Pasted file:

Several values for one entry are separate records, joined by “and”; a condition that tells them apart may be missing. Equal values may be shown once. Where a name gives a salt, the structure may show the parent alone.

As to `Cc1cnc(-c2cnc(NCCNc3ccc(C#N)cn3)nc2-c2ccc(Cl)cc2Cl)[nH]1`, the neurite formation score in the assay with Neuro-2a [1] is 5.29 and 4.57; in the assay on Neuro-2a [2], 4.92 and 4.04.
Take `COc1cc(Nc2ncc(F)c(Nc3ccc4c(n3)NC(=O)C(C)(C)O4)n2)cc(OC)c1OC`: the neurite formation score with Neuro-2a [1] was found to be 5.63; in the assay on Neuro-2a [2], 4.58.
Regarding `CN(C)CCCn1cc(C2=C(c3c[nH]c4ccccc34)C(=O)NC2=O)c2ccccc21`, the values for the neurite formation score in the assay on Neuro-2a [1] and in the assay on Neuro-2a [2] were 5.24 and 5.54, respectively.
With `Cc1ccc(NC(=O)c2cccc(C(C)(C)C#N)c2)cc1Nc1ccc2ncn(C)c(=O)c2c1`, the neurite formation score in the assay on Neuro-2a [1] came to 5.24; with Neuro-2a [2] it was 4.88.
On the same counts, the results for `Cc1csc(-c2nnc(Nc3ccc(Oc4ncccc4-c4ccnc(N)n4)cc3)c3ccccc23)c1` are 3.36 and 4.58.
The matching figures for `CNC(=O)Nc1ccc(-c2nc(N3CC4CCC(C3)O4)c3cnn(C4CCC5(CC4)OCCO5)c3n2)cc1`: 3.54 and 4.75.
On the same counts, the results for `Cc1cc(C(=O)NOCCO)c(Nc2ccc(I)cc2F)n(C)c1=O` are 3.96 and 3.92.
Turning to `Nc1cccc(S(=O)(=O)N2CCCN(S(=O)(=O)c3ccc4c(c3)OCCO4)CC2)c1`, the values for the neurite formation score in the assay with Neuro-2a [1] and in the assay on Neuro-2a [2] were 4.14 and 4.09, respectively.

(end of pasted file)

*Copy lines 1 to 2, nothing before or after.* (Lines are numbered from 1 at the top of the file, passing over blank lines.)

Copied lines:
Several values for one entry are separate records, joined by “and”; a condition that tells them apart may be missing. Equal values may be shown once. Where a name gives a salt, the structure may show the parent alone.

As to `Cc1cnc(-c2cnc(NCCNc3ccc(C#N)cn3)nc2-c2ccc(Cl)cc2Cl)[nH]1`, the neurite formation score in the assay with Neuro-2a [1] is 5.29 and 4.57; in the assay on Neuro-2a [2], 4.92 and 4.04.